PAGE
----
The California Spring Trials (CAST) are the launching pad for new annuals and perennials that will soon be adorning gardening magazines, blog posts, websites and even the occasional garden center. One place they won’t be is in my daughter’s gardens. They are not interested in knowing what is new; they are still buying what they are comfortable with.
Do not misunderstand me, however. Apparently, I am known as the new plant guru — supposedly on top of all new plants every year. While that is surely not so, I am the biggest cheerleader. I have been quoted time and time again as saying, “New crops are the lifeblood of our industry.” I truly believe that.
However, “new” has many meanings, and the definition varies, depending on who is doing the talking.
The following are four lessons I have learned about “new” plant crops.
Lesson 1. We are more excited about new plants than most people who buy our plants. Sometimes we intimidate landscapers and gardeners with our zeal for new.
When teaching at the University of Georgia, my greenhouse manager and I were relaxing in the office just off the greenhouse when a lady, calling herself Rachel, walked in and inquired if this was the Hort Club plant sale. I said that these were research facilities and the sale was elsewhere. She asked if she could walk through the greenhouses, which she did.
About 15 minutes later, she came into the office carrying two pots. She had her purse open, money ready and wanted to know how much they were. I was about to repeat my former statement when she placed a pot of ‘Better Boy’ tomato and a pot of ‘Leyland’ cypress in front of me.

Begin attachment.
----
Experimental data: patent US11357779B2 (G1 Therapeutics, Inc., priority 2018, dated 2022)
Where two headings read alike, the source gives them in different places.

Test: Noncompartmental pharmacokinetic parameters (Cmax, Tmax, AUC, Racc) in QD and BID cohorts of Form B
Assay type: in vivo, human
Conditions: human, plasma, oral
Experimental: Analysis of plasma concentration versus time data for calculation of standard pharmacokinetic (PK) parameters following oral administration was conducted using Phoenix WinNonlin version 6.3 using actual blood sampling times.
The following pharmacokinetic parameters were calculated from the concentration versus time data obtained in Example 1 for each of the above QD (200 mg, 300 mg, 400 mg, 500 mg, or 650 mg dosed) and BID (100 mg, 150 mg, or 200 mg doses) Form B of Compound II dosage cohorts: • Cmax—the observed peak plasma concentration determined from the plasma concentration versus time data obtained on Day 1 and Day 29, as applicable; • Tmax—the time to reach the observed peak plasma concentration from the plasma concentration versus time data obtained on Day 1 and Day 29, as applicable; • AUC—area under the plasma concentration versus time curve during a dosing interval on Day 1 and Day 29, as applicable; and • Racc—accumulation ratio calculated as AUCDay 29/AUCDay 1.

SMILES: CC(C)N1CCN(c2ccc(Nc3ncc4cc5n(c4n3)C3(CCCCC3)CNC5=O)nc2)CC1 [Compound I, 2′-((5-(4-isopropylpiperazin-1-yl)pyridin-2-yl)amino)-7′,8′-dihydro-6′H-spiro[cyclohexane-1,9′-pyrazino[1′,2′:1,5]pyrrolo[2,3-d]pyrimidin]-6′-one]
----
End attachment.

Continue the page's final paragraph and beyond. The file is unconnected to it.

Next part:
I was astonished and said, “Rachel, when you walked in there, you believed that everything was for sale. You were surrounded with incredible beauty and sensational plants. There were no prices listed. You could have chosen anything at all.” She nodded in agreement.
“Then why did you choose a ‘Better Boy’ tomato and a ‘Leyland’ cypress?” At that, she looked me in the eye and said, “That’s all I recognized.”
Lesson 2. People like the word new, but they like to hear from you even more. Put the two together.
It is true that no one comes into the garden center and asks, “What’s old?” However, while a few people come into the garden center wanting to know what’s new, most are asking, out loud or in their minds, “What can I succeed with?”
Use the word “new” in marketing your “Newest List of Top Ten Plants,” or “Newest List of Best Groundcovers,” or “Newest List of Great Roses,” etc. Bookstores do this; specialty food shops like Trader Joe’s and Whole Foods do it; so should we. In this way, you can sell the tried-and-true with the newest-of-the-new.
Lesson 3. Don’t expect everyone to be as excited about new plants as you are. The next grafted tomato or echibeckia may be the greatest thing since sliced bread, but they may take a few years to catch on.
My daughters are decorators, not gardeners. They get their information from friends, magazines and online (certainly not from their father). They will never ask for a cultivar or nativar; they simply are not that interested. What is new to them is likely two to three years old for you.
If they look good in a container, are reasonably priced and displayed well, my daughters will buy them. Never throw out all the tried-and-true to make way for untried and new. Unfortunately, many of the newest have not been around long enough to know if they will die at the first sign of drought or heat.
Last lesson: Don’t confuse your daughters, your moms or their friends. Let people know what you think is best (Lesson 1) and take the guesswork out of shopping.
My daughter Heather finally called me after I sent her shopping for a heuchera plant. Like a teenager waiting to hear from a date, I was sitting by the phone. When she called, I asked “Heather, what did you buy?”
I was on the edge of my seat expecting to hear her rave on about a Caramel or a Mocha or a Citronelle.
I was immediately subdued when she replied, “Dad, there were so many choices. I could not make up my mind, so I didn’t buy any.”
All this being said, I can’t wait to share the new and the incredible from the CAST — that is when I can ignore my children and love my industry.